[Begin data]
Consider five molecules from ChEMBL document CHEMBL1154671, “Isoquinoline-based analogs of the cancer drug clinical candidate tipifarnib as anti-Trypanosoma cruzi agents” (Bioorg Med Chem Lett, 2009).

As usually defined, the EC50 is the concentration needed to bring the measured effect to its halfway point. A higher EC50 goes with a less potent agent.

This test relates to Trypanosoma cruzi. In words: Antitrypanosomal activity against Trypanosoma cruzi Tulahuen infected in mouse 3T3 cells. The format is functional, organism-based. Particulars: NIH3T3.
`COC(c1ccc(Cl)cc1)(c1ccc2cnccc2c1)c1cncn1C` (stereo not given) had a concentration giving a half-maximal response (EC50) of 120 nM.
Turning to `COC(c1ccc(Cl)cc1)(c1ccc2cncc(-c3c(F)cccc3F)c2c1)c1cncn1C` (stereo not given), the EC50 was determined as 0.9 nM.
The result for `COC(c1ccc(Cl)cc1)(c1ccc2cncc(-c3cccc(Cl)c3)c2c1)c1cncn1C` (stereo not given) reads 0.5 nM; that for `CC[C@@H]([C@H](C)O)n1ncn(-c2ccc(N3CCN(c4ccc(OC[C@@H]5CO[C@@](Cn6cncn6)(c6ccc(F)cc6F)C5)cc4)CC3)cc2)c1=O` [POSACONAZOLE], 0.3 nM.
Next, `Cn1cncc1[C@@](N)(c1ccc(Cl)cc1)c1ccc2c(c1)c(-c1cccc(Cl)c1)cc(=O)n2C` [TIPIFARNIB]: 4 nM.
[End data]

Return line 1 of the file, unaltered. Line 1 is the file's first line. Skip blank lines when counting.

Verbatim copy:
Consider five molecules from ChEMBL document CHEMBL1154671, “Isoquinoline-based analogs of the cancer drug clinical candidate tipifarnib as anti-Trypanosoma cruzi agents” (Bioorg Med Chem Lett, 2009).